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Questions 7–10 refer to the poem below.

 If the dull substance of my flesh were thought,
 Injurious distance should not stop my way;
 For then, despite of space, I would be brought,
LineFrom limits far remote, where thou dost stay.
(5)No matter then, although my foot did stand
 Upon the farthest earth remov’d from thee;
 For nimble thought can jump both sea and land
 As soon as think the place where he would be.
 But ah, thought kills me, that I am not thought,
(10)To leap large lengths of miles when thou are gone,
 But that, so much of earth and water wrought,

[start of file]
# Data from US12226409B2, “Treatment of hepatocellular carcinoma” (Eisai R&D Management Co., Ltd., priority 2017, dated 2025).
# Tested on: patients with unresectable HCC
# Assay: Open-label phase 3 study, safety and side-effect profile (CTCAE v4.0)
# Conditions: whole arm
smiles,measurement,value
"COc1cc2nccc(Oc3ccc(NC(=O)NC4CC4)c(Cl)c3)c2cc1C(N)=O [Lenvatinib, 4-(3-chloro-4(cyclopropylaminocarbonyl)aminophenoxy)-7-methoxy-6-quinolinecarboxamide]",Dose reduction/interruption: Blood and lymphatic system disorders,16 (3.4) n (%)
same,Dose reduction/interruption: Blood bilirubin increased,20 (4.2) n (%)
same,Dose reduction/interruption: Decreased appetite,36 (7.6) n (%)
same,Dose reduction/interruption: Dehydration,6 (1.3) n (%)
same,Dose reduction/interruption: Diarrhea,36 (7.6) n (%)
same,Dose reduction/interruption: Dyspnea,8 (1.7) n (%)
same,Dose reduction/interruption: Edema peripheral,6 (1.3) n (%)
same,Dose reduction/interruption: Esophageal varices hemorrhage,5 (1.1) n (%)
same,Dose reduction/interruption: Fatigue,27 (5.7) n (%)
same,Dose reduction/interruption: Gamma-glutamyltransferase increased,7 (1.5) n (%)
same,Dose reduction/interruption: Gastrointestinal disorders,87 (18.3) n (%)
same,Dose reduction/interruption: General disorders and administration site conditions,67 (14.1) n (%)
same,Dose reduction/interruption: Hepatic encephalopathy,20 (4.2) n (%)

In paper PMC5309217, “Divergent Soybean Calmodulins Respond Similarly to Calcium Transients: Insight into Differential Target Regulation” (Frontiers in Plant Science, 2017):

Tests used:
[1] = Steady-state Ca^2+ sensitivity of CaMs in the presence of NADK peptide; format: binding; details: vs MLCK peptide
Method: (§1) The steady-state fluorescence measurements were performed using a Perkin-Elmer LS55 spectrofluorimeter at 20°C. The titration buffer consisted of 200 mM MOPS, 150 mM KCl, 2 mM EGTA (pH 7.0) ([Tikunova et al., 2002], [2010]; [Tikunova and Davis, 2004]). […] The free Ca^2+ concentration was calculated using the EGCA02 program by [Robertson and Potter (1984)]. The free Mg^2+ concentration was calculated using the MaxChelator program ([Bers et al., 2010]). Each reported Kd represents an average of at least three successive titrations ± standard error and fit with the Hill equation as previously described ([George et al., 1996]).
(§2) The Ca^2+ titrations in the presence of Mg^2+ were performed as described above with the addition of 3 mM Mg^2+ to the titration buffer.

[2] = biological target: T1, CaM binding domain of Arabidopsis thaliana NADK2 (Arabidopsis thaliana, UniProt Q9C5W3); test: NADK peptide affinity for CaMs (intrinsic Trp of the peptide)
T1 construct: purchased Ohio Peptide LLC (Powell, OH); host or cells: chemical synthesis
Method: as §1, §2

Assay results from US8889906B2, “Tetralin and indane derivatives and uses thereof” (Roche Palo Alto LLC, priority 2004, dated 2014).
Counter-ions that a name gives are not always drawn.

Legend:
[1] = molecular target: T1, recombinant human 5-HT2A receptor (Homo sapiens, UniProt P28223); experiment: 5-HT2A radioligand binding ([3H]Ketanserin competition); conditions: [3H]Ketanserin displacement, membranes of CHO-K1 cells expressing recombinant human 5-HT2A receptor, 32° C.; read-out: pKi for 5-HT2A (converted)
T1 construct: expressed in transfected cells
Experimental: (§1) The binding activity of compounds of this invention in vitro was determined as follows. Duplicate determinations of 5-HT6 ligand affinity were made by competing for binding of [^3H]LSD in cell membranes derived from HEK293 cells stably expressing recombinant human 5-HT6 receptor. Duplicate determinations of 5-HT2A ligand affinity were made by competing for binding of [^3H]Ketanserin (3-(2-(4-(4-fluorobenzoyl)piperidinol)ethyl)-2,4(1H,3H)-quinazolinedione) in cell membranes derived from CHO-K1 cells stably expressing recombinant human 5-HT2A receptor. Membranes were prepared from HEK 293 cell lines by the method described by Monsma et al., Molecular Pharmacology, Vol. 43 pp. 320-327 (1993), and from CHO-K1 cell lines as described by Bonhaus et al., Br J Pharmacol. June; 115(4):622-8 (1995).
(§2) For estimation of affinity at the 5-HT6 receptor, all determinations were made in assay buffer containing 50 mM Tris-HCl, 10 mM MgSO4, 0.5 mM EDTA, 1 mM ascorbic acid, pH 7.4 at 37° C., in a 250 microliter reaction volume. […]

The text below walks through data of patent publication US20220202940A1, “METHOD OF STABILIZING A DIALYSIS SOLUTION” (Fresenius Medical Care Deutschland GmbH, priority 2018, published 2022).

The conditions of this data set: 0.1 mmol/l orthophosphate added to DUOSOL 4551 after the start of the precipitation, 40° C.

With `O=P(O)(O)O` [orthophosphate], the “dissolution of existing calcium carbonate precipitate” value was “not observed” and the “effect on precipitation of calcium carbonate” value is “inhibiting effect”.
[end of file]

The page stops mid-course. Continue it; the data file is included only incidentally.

I must attend time’s leisure with my moan,
 Receiving nought by elements so slow
 But heavy tears, badges of either's woe.
 (1609)

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Lines 7–8 suggest that the speaker’s thought

would rather ignore all the facts of geography than contemplate the lover’s actual situation

Correct Answer: 
No

would as soon dwell on the speaker’s future prospects as on his present travel plans

Correct Answer: 
No

has only to determine where it wants to be and immediately it is there

Correct Answer: 
Yes

could fly to the lover if only it could imagine the location

Correct Answer: 
No

would rather travel endlessly around the world than stay in one place worrying about the lover’s plight

Correct Answer: 
No